Andy Murray withstood a dramatic fightback from French 12th seed Jo-Wilfried Tsonga to win in five sets and reach his seventh Wimbledon semi-final.The Briton, seeded second, let slip a two-set lead before coming through a tense contest 7-6 (12-10) 6-1 3-6 4-6 6-1 on Centre Court.
Murray will play Czech 10th seed Tomas Berdych in the last four on Friday.
Seven-time champion Roger Federer takes on Canadian sixth seed Milos Raonic in the other semi-final.
Third seed Federer came back from two sets down to beat Croatia's Marin Cilic in the opening match on Centre Court, while Raonic saw off American Sam Querrey - conqueror of Novak Djokovic - in four sets on Court One.
Berdych, the 2010 runner-up, beat France's Lucas Pouille 7-6 (7-4) 6-3 6-2 to set up a 15th meeting with Murray - the Czech trails 8-6.
'It was a great match' - MurrayAfter the drama of Federer's fight back from two sets down against Cilic, the Centre Court crowd was treated to another classic as Tsonga launched a terrific comeback.
Murray's hopes were seriously threatened when he faced break point early in the fifth set but the 2013 champion dug deep to prevail in three hours and 53 minutes.
"Tsonga's one of the best grass-court players in the world," Murray told BBC Sport.
"He came up with some unbelievable passing shots on the run in big moments, started returning better. He mixed it up well, so credit to him for fighting his way back into the match.
"He played extremely well. That first set was a tough one for him to lose, and I ran away with the second but he fought right until the end and it was a great match."
Tsonga tests Murray to the limitMurray remains on course to reach a third Wimbledon final but only after surviving the first significant examination of this year's campaign.
The Briton was calling for support from his team and checking his motivational notes at the changeovers as Tsonga launched an impressive fightback in the third and fourth sets.
Murray looked to have done the hard work when he saved three set points on his way to clinching a dramatic opening tie-break after 77 minutes.
Tsonga, 31, had beaten the Scot just once in the last eight years and never on grass, and the second set disappeared in just 25 minutes as Murray apparently closed in on victory.
However, the Frenchman began to fire on serve, giving him the confidence to attack the net and take on the Murray second serve with his huge forehand.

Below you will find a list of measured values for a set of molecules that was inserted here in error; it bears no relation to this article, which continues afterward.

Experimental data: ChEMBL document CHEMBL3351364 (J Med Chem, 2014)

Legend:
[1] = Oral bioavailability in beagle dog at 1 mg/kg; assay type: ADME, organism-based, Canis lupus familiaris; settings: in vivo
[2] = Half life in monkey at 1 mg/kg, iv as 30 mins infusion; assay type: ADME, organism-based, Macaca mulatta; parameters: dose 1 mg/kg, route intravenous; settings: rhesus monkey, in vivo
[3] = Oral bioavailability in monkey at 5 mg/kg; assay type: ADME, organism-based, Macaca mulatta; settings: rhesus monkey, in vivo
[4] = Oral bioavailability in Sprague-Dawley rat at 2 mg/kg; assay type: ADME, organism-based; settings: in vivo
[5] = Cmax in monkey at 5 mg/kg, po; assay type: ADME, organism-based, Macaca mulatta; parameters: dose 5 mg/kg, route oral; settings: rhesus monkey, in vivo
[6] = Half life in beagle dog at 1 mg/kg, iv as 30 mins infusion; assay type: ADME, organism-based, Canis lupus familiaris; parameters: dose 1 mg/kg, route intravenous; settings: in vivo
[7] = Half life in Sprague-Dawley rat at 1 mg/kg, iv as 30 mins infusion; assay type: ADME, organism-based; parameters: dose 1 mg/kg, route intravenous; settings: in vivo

That tactic brought Tsonga the only break of the third set and, despite a heavy fall at the start of the fourth, he continued to look the more threatening of the two players.
Murray, so assured through his first four matches, was now on edge and even a potentially decisive break for 4-2 could not settle him, Tsonga breaking straight back with another heavy forehand winner.
When two winners flew from the usually weaker Tsonga backhand on break points, Murray found it hard to contain his frustration, and a brilliant pass down the line helped the 12th seed level at two sets all.
A second Centre Court comeback of the day loomed when the Frenchman earned a break point at the start of the decider but he could only find the net with a backhand, and a relieved Murray finally regained control.
The Scot began to find his range on the forehand and closed in on the net to break for 2-0, before powering into a 5-0 lead and serving out after nearly four hours.
What the experts saidPat Cash, 1987 Wimbledon champion: "At two sets to love you are not going to beat Andy Murray unless he has a real collapse. Jo-Wilfried Tsonga played some fantastic tennis in the third and fourth sets but in the end Murray's just a fitter man. It was a fantastic match."
John McEnroe, three-time Wimbledon champion: "No question that Murray has played better than anyone else in this tournament. He raised his game when he really needed to against Tsonga.
"At the start of the fifth set, Murray came out with some intense, positive energy, fired himself up and used the crowd, which reached a crescendo. It all melted together wonderfully.
"That was awesome. I'd love to see him do it more in the future and I think he would be tougher to beat if he did it."
Lleyton Hewitt, 2002 Wimbledon champion: "Tsonga made Murray come up with his best tennis. He pushed him all the way and even had chances in the fifth set.
"The momentum swung right round and Andy had to dig deep. When he went two sets up you thought it was cruise control but to Tsonga's credit he fought hard to put himself in a position. Andy had to dig deep mentally to pull through.
"It is easier to say that you can recover after letting a two-set lead slip rather than do it. Murray had to block it out and start again. He served first in that fifth set and that's why the first game was crucial.
"He had to hold on to serve and keep in front because he had not been behind in the whole match. Then he broke at the first opportunity and motored on from there."
Andrew Castle, former British number one: "Andy began to have a bit of negative self-talk at times, but then it was all about his spirit and willpower.
"He was leaping up and down, broadcasting positive messages down to the other end of the court and saying 'you are not going to beat me'.
"This determination, based on the work he has done, is a fantastic example to people. I've said before he is Britain's most eminent sportsperson and I stick with that."